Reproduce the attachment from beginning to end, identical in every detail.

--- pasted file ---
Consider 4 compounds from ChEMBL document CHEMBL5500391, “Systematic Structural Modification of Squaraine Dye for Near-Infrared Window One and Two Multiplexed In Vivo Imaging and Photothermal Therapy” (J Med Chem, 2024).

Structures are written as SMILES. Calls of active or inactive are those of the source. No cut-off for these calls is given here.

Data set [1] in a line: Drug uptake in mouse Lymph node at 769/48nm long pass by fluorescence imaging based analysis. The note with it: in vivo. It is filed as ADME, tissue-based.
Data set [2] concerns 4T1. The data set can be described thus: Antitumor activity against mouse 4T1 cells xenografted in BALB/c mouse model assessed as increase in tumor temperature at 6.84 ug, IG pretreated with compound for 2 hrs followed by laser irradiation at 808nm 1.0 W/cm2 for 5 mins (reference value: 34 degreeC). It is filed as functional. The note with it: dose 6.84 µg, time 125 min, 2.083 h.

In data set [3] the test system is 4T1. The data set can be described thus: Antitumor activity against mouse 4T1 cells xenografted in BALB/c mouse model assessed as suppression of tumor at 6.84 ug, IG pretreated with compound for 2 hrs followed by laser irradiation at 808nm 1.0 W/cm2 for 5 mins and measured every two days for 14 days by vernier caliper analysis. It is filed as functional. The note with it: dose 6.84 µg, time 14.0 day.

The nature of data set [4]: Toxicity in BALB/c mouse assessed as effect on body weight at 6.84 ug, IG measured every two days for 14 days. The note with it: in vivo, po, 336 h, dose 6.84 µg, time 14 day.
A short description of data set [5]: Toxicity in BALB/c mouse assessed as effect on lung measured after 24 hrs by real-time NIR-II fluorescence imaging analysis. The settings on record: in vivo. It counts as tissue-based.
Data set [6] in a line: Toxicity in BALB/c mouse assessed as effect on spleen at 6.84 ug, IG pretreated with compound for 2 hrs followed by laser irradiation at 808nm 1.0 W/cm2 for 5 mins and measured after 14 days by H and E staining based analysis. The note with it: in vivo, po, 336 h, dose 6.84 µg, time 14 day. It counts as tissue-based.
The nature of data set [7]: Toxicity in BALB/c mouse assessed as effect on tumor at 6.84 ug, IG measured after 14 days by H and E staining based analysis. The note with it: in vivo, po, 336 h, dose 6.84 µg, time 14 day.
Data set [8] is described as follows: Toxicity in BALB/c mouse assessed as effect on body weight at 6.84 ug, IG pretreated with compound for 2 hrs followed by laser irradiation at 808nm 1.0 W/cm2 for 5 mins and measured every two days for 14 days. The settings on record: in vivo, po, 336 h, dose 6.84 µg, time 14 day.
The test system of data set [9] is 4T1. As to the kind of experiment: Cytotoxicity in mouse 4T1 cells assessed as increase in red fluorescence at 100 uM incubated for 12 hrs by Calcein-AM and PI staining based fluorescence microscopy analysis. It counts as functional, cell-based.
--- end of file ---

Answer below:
Consider 4 compounds from ChEMBL document CHEMBL5500391, “Systematic Structural Modification of Squaraine Dye for Near-Infrared Window One and Two Multiplexed In Vivo Imaging and Photothermal Therapy” (J Med Chem, 2024).

Structures are written as SMILES. Calls of active or inactive are those of the source. No cut-off for these calls is given here.

Data set [1] in a line: Drug uptake in mouse Lymph node at 769/48nm long pass by fluorescence imaging based analysis. The note with it: in vivo. It is filed as ADME, tissue-based.
Data set [2] concerns 4T1. The data set can be described thus: Antitumor activity against mouse 4T1 cells xenografted in BALB/c mouse model assessed as increase in tumor temperature at 6.84 ug, IG pretreated with compound for 2 hrs followed by laser irradiation at 808nm 1.0 W/cm2 for 5 mins (reference value: 34 degreeC). It is filed as functional. The note with it: dose 6.84 µg, time 125 min, 2.083 h.

In data set [3] the test system is 4T1. The data set can be described thus: Antitumor activity against mouse 4T1 cells xenografted in BALB/c mouse model assessed as suppression of tumor at 6.84 ug, IG pretreated with compound for 2 hrs followed by laser irradiation at 808nm 1.0 W/cm2 for 5 mins and measured every two days for 14 days by vernier caliper analysis. It is filed as functional. The note with it: dose 6.84 µg, time 14.0 day.

The nature of data set [4]: Toxicity in BALB/c mouse assessed as effect on body weight at 6.84 ug, IG measured every two days for 14 days. The note with it: in vivo, po, 336 h, dose 6.84 µg, time 14 day.
A short description of data set [5]: Toxicity in BALB/c mouse assessed as effect on lung measured after 24 hrs by real-time NIR-II fluorescence imaging analysis. The settings on record: in vivo. It counts as tissue-based.
Data set [6] in a line: Toxicity in BALB/c mouse assessed as effect on spleen at 6.84 ug, IG pretreated with compound for 2 hrs followed by laser irradiation at 808nm 1.0 W/cm2 for 5 mins and measured after 14 days by H and E staining based analysis. The note with it: in vivo, po, 336 h, dose 6.84 µg, time 14 day. It counts as tissue-based.
The nature of data set [7]: Toxicity in BALB/c mouse assessed as effect on tumor at 6.84 ug, IG measured after 14 days by H and E staining based analysis. The note with it: in vivo, po, 336 h, dose 6.84 µg, time 14 day.
Data set [8] is described as follows: Toxicity in BALB/c mouse assessed as effect on body weight at 6.84 ug, IG pretreated with compound for 2 hrs followed by laser irradiation at 808nm 1.0 W/cm2 for 5 mins and measured every two days for 14 days. The settings on record: in vivo, po, 336 h, dose 6.84 µg, time 14 day.
The test system of data set [9] is 4T1. As to the kind of experiment: Cytotoxicity in mouse 4T1 cells assessed as increase in red fluorescence at 100 uM incubated for 12 hrs by Calcein-AM and PI staining based fluorescence microscopy analysis. It counts as functional, cell-based.